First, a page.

What is Colonoscopy?

colonoscopy in toronto

A colonoscopy is a procedure in which a thin flexible tube with a camera attached on its end, called a colonoscope, is inserted into your rectum, allowing your doctor to examine your colon for any abnormalities. If any abnormal tissue growths, called polyps, are found during the procedure, they will be promptly removed and sent to the lab for a more detailed look. Tissue biopsies are usually taken even if polyps are not found. You will be given a sedative in order to help you stay comfortable for the entire duration. 

The procedure itself can take anywhere between 20-30 minutes, and you should be prepared to spare around 2-3 hours for the entire process.

Why might you need a colonoscopy?

Your family doctor may refer you to us for a colonoscopy for the following reasons:

  • Screening for cancer
  • Blood in your stool
  • Abdominal pain or bloating
  • Persistent diarrhea or constipation
  • Unexplained weight loss

What does a colonoscopy look for?

In the outpatient setting, most colonoscopies are typically done for the purpose of cancer screening. However, it can also be used to look for diseases such as Crohn’s disease, ulcerative colitis, diverticular disease or diverticulitis.

Potential risks

In general, colonoscopies are very safe. Very rare complications include:

  • Bleeding: if a polyp or tissue was taken during the procedure, bleeding may rarely occur and cautery will be used to stop it.
  • Perforation: a perforation of the intestinal wall may occur during a colonoscopy. Large ones may require hospitalization or surgery. This rarely occurs: only 1 in every 4,000 colonoscopies.
  • Reaction to anesthesia: each individual reacts differently when it happens. If you have a history of reacting to anesthesia, please let us know. 

What you will experience on the day of your procedure

After checking in, our nurses will prepare you for the procedure and ask you a few questions related to your health. The procedure will typically be done with you lying on your side, with your knees pulled up toward your chest. After you are given the sedative, your doctor will begin the procedure by gently inserting the endoscope into your rectum. Air will be pumped through the endoscope in order to inflate your bowels, allowing better visibility for the doctor as he navigates your intestines. When the colonoscopy is finished, you will be moved to our recovery room, where our nurses will carefully monitor your status as you relax and recover from the procedure. By the time you have fully recovered, your ride should be waiting for you in the lobby, and you can leave after a brief discharge session with one of our staff, where you will be given instructions on follow up appointments and possible treatments. You may feel bloated and gassy, or even see a small amount of blood in your first bowel movement after the procedure. This is normal, and will pass.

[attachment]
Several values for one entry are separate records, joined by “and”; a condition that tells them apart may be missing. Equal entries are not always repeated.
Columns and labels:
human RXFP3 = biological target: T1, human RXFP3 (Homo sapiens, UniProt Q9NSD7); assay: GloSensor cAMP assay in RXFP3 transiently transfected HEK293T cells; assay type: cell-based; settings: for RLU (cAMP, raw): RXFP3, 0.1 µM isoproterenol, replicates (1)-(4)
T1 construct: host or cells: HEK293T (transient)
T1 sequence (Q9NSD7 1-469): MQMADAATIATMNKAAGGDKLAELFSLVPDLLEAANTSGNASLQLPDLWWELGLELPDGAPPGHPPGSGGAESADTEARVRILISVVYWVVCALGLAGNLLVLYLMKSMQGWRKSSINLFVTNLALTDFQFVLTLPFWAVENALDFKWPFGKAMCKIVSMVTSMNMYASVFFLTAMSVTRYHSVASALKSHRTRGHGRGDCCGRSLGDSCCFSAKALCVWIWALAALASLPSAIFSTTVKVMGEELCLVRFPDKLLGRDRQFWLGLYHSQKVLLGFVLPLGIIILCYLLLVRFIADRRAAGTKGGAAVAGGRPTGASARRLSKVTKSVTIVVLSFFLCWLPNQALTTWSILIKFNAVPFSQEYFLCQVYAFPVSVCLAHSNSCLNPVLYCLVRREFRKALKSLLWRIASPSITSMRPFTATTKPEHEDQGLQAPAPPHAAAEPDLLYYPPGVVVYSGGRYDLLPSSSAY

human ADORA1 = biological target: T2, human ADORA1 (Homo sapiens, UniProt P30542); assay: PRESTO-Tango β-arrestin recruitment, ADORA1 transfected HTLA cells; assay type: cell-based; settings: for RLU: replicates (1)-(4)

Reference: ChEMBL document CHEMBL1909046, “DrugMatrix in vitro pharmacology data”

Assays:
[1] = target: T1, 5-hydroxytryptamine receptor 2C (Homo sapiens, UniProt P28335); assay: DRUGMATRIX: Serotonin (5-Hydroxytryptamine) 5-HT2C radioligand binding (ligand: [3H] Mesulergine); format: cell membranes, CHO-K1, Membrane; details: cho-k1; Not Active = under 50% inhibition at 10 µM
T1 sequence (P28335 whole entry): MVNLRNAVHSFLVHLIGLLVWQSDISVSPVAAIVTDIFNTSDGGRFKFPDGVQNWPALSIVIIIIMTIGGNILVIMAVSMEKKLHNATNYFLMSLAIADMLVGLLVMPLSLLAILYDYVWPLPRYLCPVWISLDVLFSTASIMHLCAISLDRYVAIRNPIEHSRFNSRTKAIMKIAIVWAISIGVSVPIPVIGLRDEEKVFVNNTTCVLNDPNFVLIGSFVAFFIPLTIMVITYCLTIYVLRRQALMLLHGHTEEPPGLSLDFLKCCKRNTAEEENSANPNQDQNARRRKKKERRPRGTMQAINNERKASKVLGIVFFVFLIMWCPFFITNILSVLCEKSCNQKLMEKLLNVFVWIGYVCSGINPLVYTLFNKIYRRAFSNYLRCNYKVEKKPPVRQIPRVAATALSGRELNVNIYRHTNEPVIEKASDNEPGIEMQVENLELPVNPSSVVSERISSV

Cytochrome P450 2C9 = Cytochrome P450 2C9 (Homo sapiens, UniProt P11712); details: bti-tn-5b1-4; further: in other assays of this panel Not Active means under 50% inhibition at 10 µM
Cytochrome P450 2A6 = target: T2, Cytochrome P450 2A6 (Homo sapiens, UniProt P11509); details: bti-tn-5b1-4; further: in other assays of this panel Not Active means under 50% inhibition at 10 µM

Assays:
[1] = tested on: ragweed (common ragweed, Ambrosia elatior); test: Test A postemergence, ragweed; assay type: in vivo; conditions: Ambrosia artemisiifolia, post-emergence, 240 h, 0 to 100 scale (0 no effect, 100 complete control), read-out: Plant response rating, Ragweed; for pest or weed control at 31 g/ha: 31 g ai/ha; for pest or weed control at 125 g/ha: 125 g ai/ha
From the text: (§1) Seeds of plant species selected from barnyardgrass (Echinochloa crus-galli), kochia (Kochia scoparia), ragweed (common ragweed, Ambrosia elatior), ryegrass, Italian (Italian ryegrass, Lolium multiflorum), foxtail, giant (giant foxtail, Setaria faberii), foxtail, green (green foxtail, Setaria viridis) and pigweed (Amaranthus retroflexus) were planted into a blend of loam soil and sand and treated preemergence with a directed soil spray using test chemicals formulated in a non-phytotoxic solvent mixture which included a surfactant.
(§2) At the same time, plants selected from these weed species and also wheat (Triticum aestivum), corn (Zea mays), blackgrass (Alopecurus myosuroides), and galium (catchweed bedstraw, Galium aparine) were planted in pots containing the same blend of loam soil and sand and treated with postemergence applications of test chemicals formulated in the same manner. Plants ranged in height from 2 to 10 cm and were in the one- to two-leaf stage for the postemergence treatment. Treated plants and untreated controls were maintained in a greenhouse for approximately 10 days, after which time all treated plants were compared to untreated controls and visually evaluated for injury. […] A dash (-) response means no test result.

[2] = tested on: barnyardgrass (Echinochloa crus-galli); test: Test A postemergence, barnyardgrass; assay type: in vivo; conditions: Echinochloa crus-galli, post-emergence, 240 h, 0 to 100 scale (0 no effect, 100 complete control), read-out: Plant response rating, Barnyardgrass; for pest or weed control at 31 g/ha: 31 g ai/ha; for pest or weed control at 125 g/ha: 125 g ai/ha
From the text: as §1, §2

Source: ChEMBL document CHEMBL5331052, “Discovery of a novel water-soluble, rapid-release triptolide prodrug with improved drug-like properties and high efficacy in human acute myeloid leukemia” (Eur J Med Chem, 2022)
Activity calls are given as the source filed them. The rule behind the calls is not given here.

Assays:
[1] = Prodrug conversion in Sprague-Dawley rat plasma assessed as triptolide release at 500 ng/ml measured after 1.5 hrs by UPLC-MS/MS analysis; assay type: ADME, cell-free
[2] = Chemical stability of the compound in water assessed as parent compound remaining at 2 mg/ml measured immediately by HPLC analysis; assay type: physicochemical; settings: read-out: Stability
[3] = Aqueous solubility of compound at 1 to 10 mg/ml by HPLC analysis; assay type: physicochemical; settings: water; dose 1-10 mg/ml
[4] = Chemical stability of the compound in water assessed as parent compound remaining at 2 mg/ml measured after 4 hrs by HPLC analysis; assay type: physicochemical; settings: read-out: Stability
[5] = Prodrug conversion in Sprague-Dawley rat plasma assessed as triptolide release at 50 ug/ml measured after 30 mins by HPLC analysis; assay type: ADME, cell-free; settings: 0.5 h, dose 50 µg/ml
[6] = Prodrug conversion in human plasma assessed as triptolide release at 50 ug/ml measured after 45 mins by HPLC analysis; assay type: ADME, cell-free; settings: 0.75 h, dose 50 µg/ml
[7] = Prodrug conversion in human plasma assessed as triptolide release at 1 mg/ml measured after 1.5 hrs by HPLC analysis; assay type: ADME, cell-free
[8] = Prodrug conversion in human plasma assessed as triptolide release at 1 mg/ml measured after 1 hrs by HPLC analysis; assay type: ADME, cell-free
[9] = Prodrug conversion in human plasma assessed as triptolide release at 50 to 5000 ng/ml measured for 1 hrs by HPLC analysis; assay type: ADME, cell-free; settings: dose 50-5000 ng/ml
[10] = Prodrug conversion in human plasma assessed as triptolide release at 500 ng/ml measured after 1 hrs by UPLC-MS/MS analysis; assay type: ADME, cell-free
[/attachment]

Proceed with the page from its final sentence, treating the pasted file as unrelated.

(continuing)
What happens after?

If you had any biopsies taken, it may take several weeks to get your results. You can check with your family doctor or us to get your lab results. You’ll be notified if there is a change to your follow up appointment date and treatment plan.

Please call your local emergency department if you experience any of the following after your colonoscopy:

  • Fever or chills
  • Persistent and worsening abdominal pain
  • Persistent and increasing amounts of blood in your stool

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